THE BLOG

Fresh Blood: An Eater's Tour of Toronto

01/04/2013 04:09 EST | Updated 03/05/2013 05:12 EST

As tag-team chefs and restaurant owners, Connie and my first "Fresh Blood" blog postings stem from four days out of our kitchen. This cyber-sojourn recalls what we took in, put out and up-ended on some recent and rare time away from Calgary to Toronto and New York.

Welcome to day one of our whirlwind four days' vacation. Hello Toronto! Our trip started with support of a protest called Soup Stock at Woodbine Park in Toronto, Ontario. The "largest food protest in the world" was staged as part of a massive community food to stop the construction of a megaquarry in Ontario that sparked media, community and social frenzy. it was recently announced that the protestation worked. The quarry is a no-go. We were happy to be part of the movement.

Throngs of people, dozens of chefs, great soup and cash raised for the cause, Soup Stock is all about pairing big hearts and bellies. So we fittingly prepped and packed almost a 100lbs of salt cured beef heart pastrami with roasted pork belly garnish with us from Calgary, checked into the Fairmont Royal York and turned right around to meet our mate Matty Matheson of Parts and Labour who was idling out front with hip-hop blasting -- a sure cure for jetlag.

Our first stop was at Parts & Labour. We ran in to pick up his 100 plus litres of Ramen Broth and succeeded to get it all in the back of his truck. We arrived at Woodbine Park and were greeted by some great volunteers with Soup Stock Shirts and mini golf carts to transport us and all our soup to our stalls. Swiss clock-calibre organization by Canadian Chefs' Congress and the David Suzuki Foundation was impressive and could be deployed as a model anywhere chefs and community on a massive scale rally.

We set up alongside Group of Seven Pastry Chef Bertrand (Bert) Alépée, owner of the Tempered Chef Catering and Consulting. Bert was born in Paris and trained with super chef Guy Savoy and Alain Ducasse where he learned the wonders of French gastronomy.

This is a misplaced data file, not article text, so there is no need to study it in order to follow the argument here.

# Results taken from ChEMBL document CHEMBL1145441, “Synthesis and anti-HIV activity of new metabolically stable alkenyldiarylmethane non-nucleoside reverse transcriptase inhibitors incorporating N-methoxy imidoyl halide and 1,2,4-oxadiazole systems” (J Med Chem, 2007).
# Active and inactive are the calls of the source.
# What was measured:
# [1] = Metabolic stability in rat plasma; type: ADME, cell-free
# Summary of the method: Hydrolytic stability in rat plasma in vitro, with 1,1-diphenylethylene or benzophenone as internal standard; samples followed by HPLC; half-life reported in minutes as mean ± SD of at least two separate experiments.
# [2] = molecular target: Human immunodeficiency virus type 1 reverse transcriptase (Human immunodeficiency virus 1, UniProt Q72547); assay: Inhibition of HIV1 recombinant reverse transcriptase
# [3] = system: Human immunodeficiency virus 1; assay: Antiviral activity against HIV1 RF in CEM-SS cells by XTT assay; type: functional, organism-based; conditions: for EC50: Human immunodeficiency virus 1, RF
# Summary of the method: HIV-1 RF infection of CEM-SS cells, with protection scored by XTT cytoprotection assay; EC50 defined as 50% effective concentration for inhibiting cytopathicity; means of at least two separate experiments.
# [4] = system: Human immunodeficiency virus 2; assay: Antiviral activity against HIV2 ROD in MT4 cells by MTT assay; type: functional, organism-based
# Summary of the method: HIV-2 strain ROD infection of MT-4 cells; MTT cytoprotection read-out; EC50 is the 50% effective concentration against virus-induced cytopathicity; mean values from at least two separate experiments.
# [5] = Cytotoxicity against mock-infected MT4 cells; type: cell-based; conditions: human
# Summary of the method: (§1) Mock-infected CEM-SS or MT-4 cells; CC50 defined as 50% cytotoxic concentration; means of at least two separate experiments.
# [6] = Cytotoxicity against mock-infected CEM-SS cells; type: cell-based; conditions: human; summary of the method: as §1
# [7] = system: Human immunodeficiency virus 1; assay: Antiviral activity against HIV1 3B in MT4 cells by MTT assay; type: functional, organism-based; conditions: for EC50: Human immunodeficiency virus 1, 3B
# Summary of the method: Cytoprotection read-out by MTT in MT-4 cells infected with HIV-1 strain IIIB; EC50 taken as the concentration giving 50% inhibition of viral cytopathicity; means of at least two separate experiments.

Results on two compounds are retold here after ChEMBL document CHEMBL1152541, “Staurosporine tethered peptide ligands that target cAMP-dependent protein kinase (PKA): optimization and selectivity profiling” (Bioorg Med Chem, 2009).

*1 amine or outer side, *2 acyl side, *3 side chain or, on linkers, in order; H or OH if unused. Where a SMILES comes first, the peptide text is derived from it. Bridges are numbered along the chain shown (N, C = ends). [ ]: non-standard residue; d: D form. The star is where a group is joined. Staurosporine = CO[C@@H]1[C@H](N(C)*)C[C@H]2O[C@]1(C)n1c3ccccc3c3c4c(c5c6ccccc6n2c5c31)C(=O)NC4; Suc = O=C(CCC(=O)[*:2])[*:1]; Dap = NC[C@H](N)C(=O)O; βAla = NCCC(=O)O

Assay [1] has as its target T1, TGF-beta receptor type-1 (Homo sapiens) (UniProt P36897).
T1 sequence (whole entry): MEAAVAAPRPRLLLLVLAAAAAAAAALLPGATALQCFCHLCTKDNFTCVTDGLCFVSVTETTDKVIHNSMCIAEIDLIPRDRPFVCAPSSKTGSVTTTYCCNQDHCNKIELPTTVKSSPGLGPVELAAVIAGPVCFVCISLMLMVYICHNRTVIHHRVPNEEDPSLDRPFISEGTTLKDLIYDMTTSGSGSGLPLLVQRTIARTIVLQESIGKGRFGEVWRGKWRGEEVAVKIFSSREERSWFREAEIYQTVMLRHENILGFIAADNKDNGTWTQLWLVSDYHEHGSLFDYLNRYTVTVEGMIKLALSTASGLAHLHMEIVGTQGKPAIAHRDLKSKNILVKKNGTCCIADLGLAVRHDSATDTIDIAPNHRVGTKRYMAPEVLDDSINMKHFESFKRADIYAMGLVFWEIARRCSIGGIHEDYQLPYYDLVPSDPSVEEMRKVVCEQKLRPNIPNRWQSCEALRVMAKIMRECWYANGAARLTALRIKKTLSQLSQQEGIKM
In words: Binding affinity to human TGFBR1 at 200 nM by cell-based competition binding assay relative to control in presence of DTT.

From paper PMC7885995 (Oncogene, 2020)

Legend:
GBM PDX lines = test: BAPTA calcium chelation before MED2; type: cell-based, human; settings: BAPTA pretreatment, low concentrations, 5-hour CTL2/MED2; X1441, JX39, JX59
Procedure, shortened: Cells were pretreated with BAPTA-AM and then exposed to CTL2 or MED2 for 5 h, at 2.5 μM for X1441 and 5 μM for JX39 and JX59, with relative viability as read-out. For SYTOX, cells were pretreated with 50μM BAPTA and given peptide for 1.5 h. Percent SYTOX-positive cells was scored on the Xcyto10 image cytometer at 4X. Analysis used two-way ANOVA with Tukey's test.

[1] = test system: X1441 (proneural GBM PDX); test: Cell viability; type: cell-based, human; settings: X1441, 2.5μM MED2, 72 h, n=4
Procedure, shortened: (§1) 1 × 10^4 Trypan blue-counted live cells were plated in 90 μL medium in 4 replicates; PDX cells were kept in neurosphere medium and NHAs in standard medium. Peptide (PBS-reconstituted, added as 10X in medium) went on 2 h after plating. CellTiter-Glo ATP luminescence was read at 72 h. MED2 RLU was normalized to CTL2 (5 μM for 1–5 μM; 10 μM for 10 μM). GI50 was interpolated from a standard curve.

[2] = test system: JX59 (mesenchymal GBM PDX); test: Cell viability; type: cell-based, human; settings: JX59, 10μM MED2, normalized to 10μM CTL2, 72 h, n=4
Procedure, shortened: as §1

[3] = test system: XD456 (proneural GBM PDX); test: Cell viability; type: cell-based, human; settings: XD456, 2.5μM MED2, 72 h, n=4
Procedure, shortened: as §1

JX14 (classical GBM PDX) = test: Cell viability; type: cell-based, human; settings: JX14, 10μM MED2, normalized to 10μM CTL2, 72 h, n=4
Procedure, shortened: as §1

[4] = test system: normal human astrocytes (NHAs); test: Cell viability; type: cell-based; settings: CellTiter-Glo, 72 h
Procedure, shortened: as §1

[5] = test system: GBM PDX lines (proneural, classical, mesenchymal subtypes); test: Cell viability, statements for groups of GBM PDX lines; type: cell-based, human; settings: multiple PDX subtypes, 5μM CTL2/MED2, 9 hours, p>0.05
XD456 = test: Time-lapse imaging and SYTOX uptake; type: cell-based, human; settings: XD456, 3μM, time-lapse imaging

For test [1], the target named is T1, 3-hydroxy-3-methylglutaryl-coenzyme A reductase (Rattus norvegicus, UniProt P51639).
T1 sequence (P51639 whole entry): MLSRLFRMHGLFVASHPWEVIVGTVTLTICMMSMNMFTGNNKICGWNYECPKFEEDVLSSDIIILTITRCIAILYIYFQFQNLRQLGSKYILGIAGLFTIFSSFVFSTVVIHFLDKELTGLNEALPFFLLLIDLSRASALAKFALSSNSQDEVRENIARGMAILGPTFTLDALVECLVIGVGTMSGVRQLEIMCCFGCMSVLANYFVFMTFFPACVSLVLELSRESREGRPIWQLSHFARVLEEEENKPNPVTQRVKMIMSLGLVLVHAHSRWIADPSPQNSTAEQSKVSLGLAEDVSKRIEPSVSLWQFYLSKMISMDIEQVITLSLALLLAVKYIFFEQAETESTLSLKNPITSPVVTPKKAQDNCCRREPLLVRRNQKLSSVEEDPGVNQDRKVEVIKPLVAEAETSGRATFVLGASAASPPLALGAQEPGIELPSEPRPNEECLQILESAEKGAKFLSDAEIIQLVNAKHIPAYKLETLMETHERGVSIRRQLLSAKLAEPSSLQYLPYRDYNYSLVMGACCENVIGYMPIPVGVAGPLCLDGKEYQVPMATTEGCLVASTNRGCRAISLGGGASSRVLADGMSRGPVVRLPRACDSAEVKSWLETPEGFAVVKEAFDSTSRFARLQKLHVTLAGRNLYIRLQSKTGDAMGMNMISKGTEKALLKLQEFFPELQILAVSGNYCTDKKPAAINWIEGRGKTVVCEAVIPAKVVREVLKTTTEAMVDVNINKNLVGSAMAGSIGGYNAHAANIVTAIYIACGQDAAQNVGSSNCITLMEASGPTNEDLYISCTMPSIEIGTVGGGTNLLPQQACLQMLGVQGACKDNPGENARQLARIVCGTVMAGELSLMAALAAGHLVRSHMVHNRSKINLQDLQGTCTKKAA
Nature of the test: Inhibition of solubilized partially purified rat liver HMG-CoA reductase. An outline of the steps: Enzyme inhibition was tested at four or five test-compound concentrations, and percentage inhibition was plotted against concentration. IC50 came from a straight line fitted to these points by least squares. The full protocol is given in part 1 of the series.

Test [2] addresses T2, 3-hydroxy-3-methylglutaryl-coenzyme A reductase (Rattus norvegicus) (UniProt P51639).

At 20 Bert found himself in Northern Ontario where he worked at some of the top Toronto restaurants and was quickly recognized as one of the city's strengths in pastry. We all lined up and started to get ready for soup service. Matty in charge of the broth, Connie back-up broth and runner and me the pork belly and bison heart pastrami garnisher.

Ramen is the rage in Toronto right now and the ramen broth by Matt was the real star of the show. It was hard to add something to an already perfect balanced dish but we did our best with our roasted pork belly garnish contribution. The Bison Heart Pastrami had accents of fresh ginger and crushed coriander. We sliced it by hand thinly, almost like Carpaccio style and laid it on top of the steaming broth. Our pork belly was roasted in its own fat and a rich broth for hours until fork tender. It was slightly smoky with the soy brine it marinated in but had some delicate sweet notes from the honey. Together it was true comfort!

The setting and energy were breathtaking with more than 200 top chefs from across Canada and over 40,000 protestors stoked about food all packed into one place. After scouting the scene, we encountered Toronto's famous El Gastrónomo Vagabundo food truck a first-stop. We met owner and Chef Adam Hynam-Smith and his wife, Tamara Jensen whose story echoed our experience with the Alley Burger and our food truck. Great to see Rob Rossi, Steve Gonzales and Dusty Gallagher from season one of Top Chef Canada. Plus culinary journalists we covet -- Amy Rosen and Valerie Howes and - firecracker Anita Stewart, founder of Food Day Canada.